With many right of way consulting firms working on
the project, there were various approaches to First
Written Offers (FWOs). Some were not well received
by property owners and generated complaints. In
response, we developed an orientation session with a
list of do’s and don’ts to be implemented by all right of
way firms across the board. What we learned was that,
in order to reduce negative exposure, this kind an
orientation should have occurred prior to any of the
offers being made.
How has the public reacted and what kind
of community outreach is being done?
Don: Similar to many other major infrastructure
programs in California and the U.S., the high-speed rail program has also been seen as somewhat
controversial among certain political or special
interest groups. Several lawsuits in recent years
delayed the Authority’s ability to begin acquiring
property in the Central Valley. The courts ultimately
ruled in our favor, and now communities that were
once hesitant about high-speed rail are embracing it
as the project creates jobs and opportunities for them.
We regularly host Community Open House meetings,
working group meetings and other stakeholder
engagement events to engage the public and help
them better understand the project and its many
benefits. Most of the meetings have “information
stations” staffed by project delivery personnel, displays
with the alignment alternatives
and stations where a property
owner can input their address and
see its proximity to the proposed
alignment alternatives. Additionally,
community organizations are
offered the opportunity to request
representatives from the Authority to
speak at their events.
Can you describe your right
of way process?
Don: High-speed rail follows
essentially the same right of way
processes as other public works
projects: appraisal, acquisition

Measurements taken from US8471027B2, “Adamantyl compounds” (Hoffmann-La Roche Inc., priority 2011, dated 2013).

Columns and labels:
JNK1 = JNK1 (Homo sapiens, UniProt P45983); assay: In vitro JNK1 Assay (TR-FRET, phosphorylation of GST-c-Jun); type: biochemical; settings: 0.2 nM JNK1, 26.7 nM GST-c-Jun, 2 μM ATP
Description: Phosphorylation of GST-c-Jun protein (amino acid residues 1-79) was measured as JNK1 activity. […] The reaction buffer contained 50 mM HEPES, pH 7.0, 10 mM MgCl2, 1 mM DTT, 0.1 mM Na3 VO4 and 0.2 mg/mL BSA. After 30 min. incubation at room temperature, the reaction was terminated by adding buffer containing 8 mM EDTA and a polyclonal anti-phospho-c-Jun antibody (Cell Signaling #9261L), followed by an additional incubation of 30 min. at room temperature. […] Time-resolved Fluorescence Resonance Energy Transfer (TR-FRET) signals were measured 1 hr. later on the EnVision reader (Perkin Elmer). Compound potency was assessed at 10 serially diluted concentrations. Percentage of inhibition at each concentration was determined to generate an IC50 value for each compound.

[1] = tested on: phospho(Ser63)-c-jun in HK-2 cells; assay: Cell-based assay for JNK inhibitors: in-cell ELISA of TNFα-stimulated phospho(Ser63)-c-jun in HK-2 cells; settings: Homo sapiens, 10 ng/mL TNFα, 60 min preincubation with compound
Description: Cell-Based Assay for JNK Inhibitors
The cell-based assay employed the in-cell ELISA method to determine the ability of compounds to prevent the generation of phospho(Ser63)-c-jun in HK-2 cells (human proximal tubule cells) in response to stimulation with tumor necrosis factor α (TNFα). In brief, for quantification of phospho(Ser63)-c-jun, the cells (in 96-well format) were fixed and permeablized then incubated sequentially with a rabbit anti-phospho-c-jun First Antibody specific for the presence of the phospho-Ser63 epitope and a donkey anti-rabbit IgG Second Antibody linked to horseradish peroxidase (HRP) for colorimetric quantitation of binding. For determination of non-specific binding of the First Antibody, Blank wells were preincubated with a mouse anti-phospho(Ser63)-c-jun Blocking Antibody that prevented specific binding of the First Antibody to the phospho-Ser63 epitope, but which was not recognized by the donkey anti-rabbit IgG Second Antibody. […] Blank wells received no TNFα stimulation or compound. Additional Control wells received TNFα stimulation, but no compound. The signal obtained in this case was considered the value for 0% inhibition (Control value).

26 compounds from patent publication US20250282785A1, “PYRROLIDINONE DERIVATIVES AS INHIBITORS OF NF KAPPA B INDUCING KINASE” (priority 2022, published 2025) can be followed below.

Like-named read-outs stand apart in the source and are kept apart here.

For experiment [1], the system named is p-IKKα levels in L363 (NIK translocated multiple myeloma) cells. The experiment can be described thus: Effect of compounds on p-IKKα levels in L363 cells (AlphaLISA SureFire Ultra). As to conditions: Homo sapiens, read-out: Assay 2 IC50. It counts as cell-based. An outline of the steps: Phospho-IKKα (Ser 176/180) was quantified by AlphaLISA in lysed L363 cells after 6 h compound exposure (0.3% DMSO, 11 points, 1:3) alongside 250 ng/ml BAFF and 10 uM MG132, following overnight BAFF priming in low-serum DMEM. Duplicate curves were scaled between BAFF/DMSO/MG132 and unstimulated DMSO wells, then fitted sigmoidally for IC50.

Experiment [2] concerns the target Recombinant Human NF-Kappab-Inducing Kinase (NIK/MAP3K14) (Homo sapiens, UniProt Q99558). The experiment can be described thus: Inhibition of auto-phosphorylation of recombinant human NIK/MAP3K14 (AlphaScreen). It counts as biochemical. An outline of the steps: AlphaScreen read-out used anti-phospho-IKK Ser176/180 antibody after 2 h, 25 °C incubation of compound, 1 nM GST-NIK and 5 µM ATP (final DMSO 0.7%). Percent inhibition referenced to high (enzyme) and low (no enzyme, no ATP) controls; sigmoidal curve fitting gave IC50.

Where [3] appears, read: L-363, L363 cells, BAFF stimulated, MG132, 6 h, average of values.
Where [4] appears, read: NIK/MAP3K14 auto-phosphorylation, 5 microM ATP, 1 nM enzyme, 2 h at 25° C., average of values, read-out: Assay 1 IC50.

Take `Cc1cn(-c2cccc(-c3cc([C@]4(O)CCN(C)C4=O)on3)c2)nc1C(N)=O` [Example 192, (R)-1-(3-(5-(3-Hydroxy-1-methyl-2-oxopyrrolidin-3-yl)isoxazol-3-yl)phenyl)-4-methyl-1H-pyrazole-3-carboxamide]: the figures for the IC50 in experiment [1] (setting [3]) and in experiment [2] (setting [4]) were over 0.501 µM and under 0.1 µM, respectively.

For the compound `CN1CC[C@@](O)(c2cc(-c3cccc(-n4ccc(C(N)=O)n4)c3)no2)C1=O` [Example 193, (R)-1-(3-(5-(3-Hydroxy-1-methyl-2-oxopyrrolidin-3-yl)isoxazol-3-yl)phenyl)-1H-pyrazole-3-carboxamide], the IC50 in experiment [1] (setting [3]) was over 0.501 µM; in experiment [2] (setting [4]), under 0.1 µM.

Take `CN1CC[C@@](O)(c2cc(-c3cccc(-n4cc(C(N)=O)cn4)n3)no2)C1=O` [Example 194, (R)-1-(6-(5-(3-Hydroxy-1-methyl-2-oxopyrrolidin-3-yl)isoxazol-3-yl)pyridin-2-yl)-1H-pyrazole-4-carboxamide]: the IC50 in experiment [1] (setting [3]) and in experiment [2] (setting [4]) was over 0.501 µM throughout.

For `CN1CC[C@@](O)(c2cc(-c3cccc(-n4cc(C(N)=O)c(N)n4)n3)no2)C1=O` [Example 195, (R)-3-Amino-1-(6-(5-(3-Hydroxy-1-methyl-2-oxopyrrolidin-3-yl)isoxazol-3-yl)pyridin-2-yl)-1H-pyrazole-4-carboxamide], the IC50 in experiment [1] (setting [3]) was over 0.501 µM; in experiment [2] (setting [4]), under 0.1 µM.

and relocation. We manage excess
properties as necessary with a view
toward selling off the remainders.
Our goal is to negotiate and settle
amicably. Eminent domain is used
only when necessary.
How has technology
impacted your project?
Don: Our right of way database and
document storage systems keep the
need for paper files to a minimum
and add quick response times to
user inquiries. We’ve also been able
to utilize various digital renderings
in demonstrating how the project
will look in relation to remaining
and/or adjacent properties.
How do you see this project
shaping future rail projects?
Don: This is the largest public
works project and the first
truly high-speed rail project
in the United States. We’re
blazing uncharted territory
organizationally with a hybrid of
public and private sector staff. And
we’re pushing the envelope in what
our partner agencies have been
used to doing. I believe that their
involvement in this project will
help the federal government one
day establish a national high-speed
rail network that it will oversee in
coordination with other states to
improve connectivity across the
nation, following the example set
by the California High-Speed Rail
By 2029, Phase 1 of the system will run from San Francisco to the
Los Angeles basin in under three hours at speeds capable of over
200 miles per hour.
Realignment project in Fresno, California to make way for the high-speed rail line.